Las Vegas investigation finds more weapons, but shooter’s motive unknown

LAS VEGAS -- A day after the deadliest mass shooting in modern US history, authorities are learning more about the shooter who fired into a crowd of thousands during a country music festival from a Las Vegas hotel suite and the weapons he kept.

At least 59 people were killed and 527 others injured in the shooting that started late Sunday night. Police believe the shooter, Stephen Paddock, killed himself before they entered his suite.

In his 32nd-floor hotel suite at the Mandalay Bay Resort and Casino, police recovered 23 weapons, including a handgun, and multiple rifles -- some had scopes on them. Authorities also found several pounds of ammonium nitrate, a material used to make explosives, in his car.

Police also searched the gunman's home in Mesquite, Nevada, where they found at least 19 firearms, explosives, several thousand rounds of ammunition and some electronic devices.

As police uncovered more evidence, they're still piecing together a motive.

There was no explanation on why Paddock, a 64-year-old retired accountant who had never faced any notable criminal charges, unleashed a hailstorm of bullets into concertgoers.

So far, police believe Paddock acted alone.

"We believe Paddock is solely responsible for this heinous act," Clark County Assistant Sheriff Todd Fasulo said in a press conference late Monday.

Latest developments

-- Paddock was alive when he made first contact with officers. A team of six officers spoke with security at the Mandalay Bay Resort and Casino, where Paddock was staying, and searched the hotel floor-by-floor Sunday night before they found Paddock's suite, Clark County Sheriff Joseph Lombardo told reporters. Paddock had a large suite with two rooms, he said.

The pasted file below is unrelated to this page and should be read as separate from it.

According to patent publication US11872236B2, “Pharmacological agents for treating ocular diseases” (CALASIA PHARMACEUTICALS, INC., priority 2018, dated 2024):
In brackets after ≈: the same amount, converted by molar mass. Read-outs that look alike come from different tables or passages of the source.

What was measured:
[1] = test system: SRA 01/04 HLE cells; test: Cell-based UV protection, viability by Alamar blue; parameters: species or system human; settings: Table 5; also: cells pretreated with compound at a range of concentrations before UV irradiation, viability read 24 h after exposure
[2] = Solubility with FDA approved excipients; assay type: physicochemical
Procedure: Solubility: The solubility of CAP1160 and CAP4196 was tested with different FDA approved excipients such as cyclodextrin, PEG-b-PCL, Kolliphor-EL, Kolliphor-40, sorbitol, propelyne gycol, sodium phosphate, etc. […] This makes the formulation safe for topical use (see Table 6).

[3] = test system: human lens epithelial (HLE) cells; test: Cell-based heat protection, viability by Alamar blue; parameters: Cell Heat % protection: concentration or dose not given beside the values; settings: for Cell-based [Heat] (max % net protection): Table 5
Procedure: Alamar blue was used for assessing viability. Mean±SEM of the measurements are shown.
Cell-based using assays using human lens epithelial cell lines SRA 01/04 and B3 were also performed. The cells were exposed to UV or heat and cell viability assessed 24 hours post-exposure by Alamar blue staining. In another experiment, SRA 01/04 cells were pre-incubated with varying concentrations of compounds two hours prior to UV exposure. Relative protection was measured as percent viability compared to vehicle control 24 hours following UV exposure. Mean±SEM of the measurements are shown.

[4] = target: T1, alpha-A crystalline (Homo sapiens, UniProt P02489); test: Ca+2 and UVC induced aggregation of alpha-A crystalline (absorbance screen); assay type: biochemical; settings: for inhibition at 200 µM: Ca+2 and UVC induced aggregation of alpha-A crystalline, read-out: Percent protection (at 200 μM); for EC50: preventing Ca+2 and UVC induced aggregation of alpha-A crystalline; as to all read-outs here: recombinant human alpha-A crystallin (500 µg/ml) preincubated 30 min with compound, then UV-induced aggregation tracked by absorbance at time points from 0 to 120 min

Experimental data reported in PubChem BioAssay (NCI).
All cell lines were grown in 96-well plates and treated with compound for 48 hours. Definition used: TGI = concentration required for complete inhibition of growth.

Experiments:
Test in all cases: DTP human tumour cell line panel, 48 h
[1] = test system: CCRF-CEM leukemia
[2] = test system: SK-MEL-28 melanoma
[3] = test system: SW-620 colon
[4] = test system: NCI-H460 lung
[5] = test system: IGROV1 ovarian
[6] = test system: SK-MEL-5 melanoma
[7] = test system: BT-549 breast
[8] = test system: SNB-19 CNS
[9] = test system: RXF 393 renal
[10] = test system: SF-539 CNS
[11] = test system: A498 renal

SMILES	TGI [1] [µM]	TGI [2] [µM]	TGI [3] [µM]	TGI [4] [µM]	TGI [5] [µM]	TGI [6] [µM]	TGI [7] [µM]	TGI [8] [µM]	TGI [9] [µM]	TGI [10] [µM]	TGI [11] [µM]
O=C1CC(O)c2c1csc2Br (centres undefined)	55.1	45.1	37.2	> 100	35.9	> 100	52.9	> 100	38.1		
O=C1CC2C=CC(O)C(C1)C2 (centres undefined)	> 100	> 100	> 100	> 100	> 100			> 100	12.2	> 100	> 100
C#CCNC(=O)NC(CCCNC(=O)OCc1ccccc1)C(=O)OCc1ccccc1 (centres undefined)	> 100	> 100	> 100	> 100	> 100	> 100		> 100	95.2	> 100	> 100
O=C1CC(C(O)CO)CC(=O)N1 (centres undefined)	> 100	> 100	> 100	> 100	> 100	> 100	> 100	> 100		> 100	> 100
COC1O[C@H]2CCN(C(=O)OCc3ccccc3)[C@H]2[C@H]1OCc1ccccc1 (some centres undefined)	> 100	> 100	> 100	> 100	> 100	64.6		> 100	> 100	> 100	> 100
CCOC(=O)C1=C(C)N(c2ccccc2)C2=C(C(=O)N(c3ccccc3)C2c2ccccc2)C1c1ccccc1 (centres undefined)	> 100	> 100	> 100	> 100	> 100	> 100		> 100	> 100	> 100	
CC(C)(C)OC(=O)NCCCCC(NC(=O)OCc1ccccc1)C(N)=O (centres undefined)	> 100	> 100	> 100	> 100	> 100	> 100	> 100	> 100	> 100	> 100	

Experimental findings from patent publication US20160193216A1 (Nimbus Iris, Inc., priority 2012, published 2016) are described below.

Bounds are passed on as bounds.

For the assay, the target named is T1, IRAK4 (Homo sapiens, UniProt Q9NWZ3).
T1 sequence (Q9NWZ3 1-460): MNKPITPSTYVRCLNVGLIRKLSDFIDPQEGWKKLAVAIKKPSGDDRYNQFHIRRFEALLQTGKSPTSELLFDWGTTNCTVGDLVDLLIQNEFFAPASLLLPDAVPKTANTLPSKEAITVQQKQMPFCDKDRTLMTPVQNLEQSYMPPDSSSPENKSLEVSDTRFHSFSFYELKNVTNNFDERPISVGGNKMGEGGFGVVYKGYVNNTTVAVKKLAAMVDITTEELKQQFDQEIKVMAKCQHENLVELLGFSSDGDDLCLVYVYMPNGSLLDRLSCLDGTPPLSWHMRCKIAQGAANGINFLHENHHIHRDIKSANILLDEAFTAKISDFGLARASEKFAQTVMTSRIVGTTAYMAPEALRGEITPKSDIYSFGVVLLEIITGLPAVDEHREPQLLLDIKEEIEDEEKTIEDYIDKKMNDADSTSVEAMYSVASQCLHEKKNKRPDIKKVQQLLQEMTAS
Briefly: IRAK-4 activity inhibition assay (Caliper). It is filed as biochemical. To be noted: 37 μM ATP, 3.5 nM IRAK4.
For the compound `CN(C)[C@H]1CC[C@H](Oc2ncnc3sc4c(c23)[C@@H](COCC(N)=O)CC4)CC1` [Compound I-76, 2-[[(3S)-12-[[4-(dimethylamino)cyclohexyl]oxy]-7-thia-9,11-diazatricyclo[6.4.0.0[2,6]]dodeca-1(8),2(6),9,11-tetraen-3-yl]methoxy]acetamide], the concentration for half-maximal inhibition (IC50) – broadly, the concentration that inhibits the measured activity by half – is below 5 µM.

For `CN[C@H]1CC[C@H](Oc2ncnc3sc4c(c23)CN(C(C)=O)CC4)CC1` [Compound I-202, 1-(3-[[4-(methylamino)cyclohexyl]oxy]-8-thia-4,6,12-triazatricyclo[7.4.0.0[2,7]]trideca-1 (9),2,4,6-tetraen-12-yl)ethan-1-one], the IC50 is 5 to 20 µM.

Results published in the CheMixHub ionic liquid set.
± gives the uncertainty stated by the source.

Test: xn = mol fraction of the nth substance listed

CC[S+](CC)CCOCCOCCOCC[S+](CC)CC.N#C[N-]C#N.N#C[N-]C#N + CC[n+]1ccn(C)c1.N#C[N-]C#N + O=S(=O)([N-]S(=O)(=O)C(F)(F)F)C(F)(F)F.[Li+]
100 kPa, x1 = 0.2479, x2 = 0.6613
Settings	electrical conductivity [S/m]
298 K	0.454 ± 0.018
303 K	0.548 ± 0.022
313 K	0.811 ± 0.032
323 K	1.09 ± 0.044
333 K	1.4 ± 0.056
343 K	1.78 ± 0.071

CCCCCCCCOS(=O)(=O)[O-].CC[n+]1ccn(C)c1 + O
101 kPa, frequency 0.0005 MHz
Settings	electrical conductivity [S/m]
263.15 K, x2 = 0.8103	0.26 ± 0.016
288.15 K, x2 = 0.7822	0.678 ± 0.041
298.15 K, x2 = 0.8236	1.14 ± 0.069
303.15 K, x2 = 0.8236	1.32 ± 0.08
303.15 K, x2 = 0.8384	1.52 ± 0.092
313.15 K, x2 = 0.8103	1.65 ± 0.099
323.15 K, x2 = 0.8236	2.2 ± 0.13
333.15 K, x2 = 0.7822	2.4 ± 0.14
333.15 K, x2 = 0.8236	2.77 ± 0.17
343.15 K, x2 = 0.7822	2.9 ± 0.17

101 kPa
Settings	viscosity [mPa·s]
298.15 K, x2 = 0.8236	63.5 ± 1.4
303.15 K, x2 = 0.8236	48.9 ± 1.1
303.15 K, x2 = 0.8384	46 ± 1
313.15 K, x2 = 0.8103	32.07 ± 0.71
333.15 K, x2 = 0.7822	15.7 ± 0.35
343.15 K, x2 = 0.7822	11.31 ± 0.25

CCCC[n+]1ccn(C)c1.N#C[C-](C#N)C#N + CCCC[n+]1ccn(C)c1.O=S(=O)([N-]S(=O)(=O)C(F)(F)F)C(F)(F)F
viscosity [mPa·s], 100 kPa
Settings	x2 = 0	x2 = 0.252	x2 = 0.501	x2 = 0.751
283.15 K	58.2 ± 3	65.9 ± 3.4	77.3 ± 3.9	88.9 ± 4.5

-- Paddock fired at the officers through the door and shot a security guard, Lombardo said. The guard was shot in the leg.

-- A SWAT team broke down the door, but Paddock had already killed himself, he said.

-- Authorities were searching a house in Reno Monday. A law enforcement official confirmed that the FBI is present in the city as part of the investigation. Paddock had a house in Reno, his brother said.

-- Several vigils were held Monday night to honor the victims of the shooting. Community members gathered in Reno, Las Vegas, the Nellis Air Force Base and at the campus of University of Nevada, Las Vegas.

-- Carrie Barnette, a Disney employee, is the latest victim to be identified. "A senseless, horrific, act, and a terrible loss for so many. We mourn a wonderful member of the Disney family: Carrie Barnette," tweeted Disney Chairman and CEO Robert Iger.

-- Paddock bought multiple firearms in the past, but investigators believe the firearms were purchased legally, a law enforcement official said. The official said initial reports suggest at least one rifle was altered to function as an automatic weapon.

-- A North Las Vegas gun store sold a shotgun and a rifle to Paddock in the spring. All state and federal requirements, including a FBI background check, were met, said David Famiglietti, president of New Frontier Armory. He said that neither of the weapons "leaving our store [are] capable of what we've seen and heard in the video without modification."

'There was no cover'

The massacre started about 10:08 p.m. Sunday (1:08 a.m. ET Monday) at the Route 91 Harvest festival, Lombardo said.

Country singer Jason Aldean was performing at the festival attended by 22,000 people when bullets began to rain into the crowd.

Kimberly Folle, who was there, said she heard the gunshots at the beginning of an Aldean song, but didn't think others heard it because the music was so loud.

It sounded like it was coming "from the sky," Folle told CNN's Jake Tapper.